Monday, November 29, 2010

Why I am fighting this ticket.

 I am not an enemy of justice, but this ticket is an injustice, and in this case the law was unjustly applied. This bylaw is an injustice to every person forced to park on the street who needs to keep their vehicle running, so they can get to work and make ends meet, in our Saskatchewan winters! Also complaints should not warrant instant tickets, they should illicit discussion first for compliance if possible, before ticketing, but if the offence truly warrants an instant ticket, tickets should be given across the board to everyone in violation of the infraction.

This ticket is an example of how our bylaw systems can be easily abused. When bylaws are enforced only on when a complaint is received, it is easy for individuals to use them in their petty squabbles against their neighbours. I say this because the enforcement officer who came and unplugged and ticketed my car neglected to ticket anyone else in our neighbourhood for the same infraction, including the vehicle plugged in all day right next door to us who was plugged in as we were being ticketed (and potential 5 more as he left our street.) I guess this is why I find myself personally arguing with individuals parked in marked Handicap spaces who have no legal right to be there, instead of them getting ticketed, because they know they can get away with it as enforcement usually only comes when called, and that takes time.

I should also mention that I was unaware of this bylaw's existence, and although ignorance is not an excuse, neither should ticketing be a form of enlightenment, especially in a case where it was obvious where the person resides, as well as being highly likely they were home if their car was plugged in. There are obviously 14 others in small my neighbourhood that are ether unaware, or by necessity breaking this law because they have no other option, as we live in a climate that requires our vehicles to be plugged in during the winter months.

  • As for the “hazard” our cord presented;
  1. first off we contentiously, and diligently shovel our walk, and the city walk in front of our home (primarily to make it convenient for postmen, which one Canada post parcel delivery man profusely thanked me for when he brought a parcel to my door).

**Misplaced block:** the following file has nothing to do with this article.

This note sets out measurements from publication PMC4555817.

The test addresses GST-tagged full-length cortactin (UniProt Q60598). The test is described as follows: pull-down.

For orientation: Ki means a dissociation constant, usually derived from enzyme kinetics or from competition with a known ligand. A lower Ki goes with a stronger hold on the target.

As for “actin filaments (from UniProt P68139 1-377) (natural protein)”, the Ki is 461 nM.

2. Secondly we did not leave excess cordage on the walk, it is one thin cord flat on the sidewalk.
  3. Finally we never left the cord on the sidewalk when it was not in use.
All being said and done, I am looking for some sort of compromise on this bylaw, where to maintain the functionality to support your family, it is not necessary to break the law. There has to be a way for citizens without off street parking to maintain an operational vehicle in our Saskatchewan winters without being contrary to the law, otherwise it would be safe to say that thousands of the city's residents are right now, and every day, are contrary to the law just so they can get to work and feed their families. As well as keeping the public reasonably safe and not inconvenienced. I am look for suggestions for the court, and from the city, on how to best resolve this issue and maintain compliance with the law not only for me, but also for those unknown multitude of others that are forced to break this law every winter.

Saturday, November 27, 2010

BEWARE! Winter parking on the street means no power for you!

Those of us forced to park on the street overnight in winter are going to need stout vehicles, because in Regina it's actually a ticket-able offense to run an extension cord across a sidewalk to plug your car into! What an absurd bylaw to have, let alone to enforce, in a Saskatchewan winter!

The explanation I received from the Bylaw division was that “it is a trip hazard, and the city would be liable for it” as well as "we only ticket complaints" which wqas to explain why my next door neighbor did not receive a ticket at the same time for the same infraction. Now I understand that the city wants to protect itself from liability, but with reasonable measures (such as a bright yellow extension cord, and a contentiously cleaned sidewalk), there should be no reason that even an infirm individual will not recognize and be able to avoid this sometimes very necessary and insignificant “hazard”.

That's not the worst of it unfortunately; my first issue is how the officer (Badge No: C504) decided that rather than come to the house and inform us we were in violation of a city ordinance, and give us the opportunity to comply, he UNPLUGGED the vehicle and THEN wrote the ticket! (Obviously we were home, and of course we would have complied to the law!) My next issue is that this Officer failed to give a ticket for the EXACT same infraction, to the house right next door to us (not to mention any number of other offences occurring on the street, at the very moment he was issuing my ticket!)

Now of course we all feel like a victim when we get a ticket we don't want (and in this case weren't even aware that it was an infraction), but it's even worse when you are singled out among many of the same infractions occurring in the exact same single block street. If the officer was there to strictly enforce the bylaw (rather than give the person a chance to comply with it), then why was I the only one ticketed for that on my block?

My question is simple; What do you do in winter in Regina to keep your car running, if you have to park on the street?

It's really hard to “heart” Regina with bylaws like this enforced without the application of common sense or common courtesy.